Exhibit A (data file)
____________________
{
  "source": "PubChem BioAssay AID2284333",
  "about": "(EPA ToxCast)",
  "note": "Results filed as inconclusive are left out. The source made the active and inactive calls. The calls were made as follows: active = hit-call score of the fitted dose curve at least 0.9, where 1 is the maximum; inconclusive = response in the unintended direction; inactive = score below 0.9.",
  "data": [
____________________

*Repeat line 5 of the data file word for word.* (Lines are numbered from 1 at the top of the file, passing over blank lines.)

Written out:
  "data": [